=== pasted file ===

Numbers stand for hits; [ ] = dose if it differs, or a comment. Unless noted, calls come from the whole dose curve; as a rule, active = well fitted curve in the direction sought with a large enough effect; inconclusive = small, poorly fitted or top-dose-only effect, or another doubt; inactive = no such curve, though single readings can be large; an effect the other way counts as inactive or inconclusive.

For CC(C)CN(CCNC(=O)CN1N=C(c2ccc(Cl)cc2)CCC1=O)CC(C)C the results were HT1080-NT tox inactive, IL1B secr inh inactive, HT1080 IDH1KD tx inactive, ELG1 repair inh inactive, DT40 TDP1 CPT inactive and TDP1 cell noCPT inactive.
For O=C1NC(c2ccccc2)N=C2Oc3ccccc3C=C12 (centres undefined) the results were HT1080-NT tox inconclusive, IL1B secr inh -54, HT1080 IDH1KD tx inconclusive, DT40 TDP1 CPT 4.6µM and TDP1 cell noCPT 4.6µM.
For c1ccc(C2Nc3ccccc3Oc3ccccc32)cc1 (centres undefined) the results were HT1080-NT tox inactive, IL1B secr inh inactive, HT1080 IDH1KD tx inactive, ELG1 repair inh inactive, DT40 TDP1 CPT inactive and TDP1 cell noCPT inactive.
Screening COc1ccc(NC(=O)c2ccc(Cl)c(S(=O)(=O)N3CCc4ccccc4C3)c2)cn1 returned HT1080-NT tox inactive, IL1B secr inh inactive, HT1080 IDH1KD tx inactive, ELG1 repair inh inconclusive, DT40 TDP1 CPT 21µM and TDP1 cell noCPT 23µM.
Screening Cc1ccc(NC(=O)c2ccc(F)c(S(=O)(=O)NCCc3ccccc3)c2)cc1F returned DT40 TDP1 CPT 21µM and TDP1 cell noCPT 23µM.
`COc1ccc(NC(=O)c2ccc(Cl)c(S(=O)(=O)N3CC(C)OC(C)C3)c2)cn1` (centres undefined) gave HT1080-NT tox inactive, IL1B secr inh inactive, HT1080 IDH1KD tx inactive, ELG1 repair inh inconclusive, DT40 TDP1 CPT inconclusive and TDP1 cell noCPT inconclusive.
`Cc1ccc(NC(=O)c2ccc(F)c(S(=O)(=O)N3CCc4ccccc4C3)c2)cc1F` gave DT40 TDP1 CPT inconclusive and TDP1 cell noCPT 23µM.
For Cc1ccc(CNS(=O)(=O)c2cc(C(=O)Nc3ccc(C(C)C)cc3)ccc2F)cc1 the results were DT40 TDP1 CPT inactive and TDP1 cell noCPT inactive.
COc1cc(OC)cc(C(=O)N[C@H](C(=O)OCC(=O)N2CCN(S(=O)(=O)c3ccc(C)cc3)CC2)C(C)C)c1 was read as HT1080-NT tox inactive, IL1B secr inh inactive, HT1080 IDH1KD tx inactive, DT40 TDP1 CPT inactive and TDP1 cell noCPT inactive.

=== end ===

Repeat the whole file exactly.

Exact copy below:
Numbers stand for hits; [ ] = dose if it differs, or a comment. Unless noted, calls come from the whole dose curve; as a rule, active = well fitted curve in the direction sought with a large enough effect; inconclusive = small, poorly fitted or top-dose-only effect, or another doubt; inactive = no such curve, though single readings can be large; an effect the other way counts as inactive or inconclusive.

For CC(C)CN(CCNC(=O)CN1N=C(c2ccc(Cl)cc2)CCC1=O)CC(C)C the results were HT1080-NT tox inactive, IL1B secr inh inactive, HT1080 IDH1KD tx inactive, ELG1 repair inh inactive, DT40 TDP1 CPT inactive and TDP1 cell noCPT inactive.
For O=C1NC(c2ccccc2)N=C2Oc3ccccc3C=C12 (centres undefined) the results were HT1080-NT tox inconclusive, IL1B secr inh -54, HT1080 IDH1KD tx inconclusive, DT40 TDP1 CPT 4.6µM and TDP1 cell noCPT 4.6µM.
For c1ccc(C2Nc3ccccc3Oc3ccccc32)cc1 (centres undefined) the results were HT1080-NT tox inactive, IL1B secr inh inactive, HT1080 IDH1KD tx inactive, ELG1 repair inh inactive, DT40 TDP1 CPT inactive and TDP1 cell noCPT inactive.
Screening COc1ccc(NC(=O)c2ccc(Cl)c(S(=O)(=O)N3CCc4ccccc4C3)c2)cn1 returned HT1080-NT tox inactive, IL1B secr inh inactive, HT1080 IDH1KD tx inactive, ELG1 repair inh inconclusive, DT40 TDP1 CPT 21µM and TDP1 cell noCPT 23µM.
Screening Cc1ccc(NC(=O)c2ccc(F)c(S(=O)(=O)NCCc3ccccc3)c2)cc1F returned DT40 TDP1 CPT 21µM and TDP1 cell noCPT 23µM.
`COc1ccc(NC(=O)c2ccc(Cl)c(S(=O)(=O)N3CC(C)OC(C)C3)c2)cn1` (centres undefined) gave HT1080-NT tox inactive, IL1B secr inh inactive, HT1080 IDH1KD tx inactive, ELG1 repair inh inconclusive, DT40 TDP1 CPT inconclusive and TDP1 cell noCPT inconclusive.
`Cc1ccc(NC(=O)c2ccc(F)c(S(=O)(=O)N3CCc4ccccc4C3)c2)cc1F` gave DT40 TDP1 CPT inconclusive and TDP1 cell noCPT 23µM.
For Cc1ccc(CNS(=O)(=O)c2cc(C(=O)Nc3ccc(C(C)C)cc3)ccc2F)cc1 the results were DT40 TDP1 CPT inactive and TDP1 cell noCPT inactive.
COc1cc(OC)cc(C(=O)N[C@H](C(=O)OCC(=O)N2CCN(S(=O)(=O)c3ccc(C)cc3)CC2)C(C)C)c1 was read as HT1080-NT tox inactive, IL1B secr inh inactive, HT1080 IDH1KD tx inactive, DT40 TDP1 CPT inactive and TDP1 cell noCPT inactive.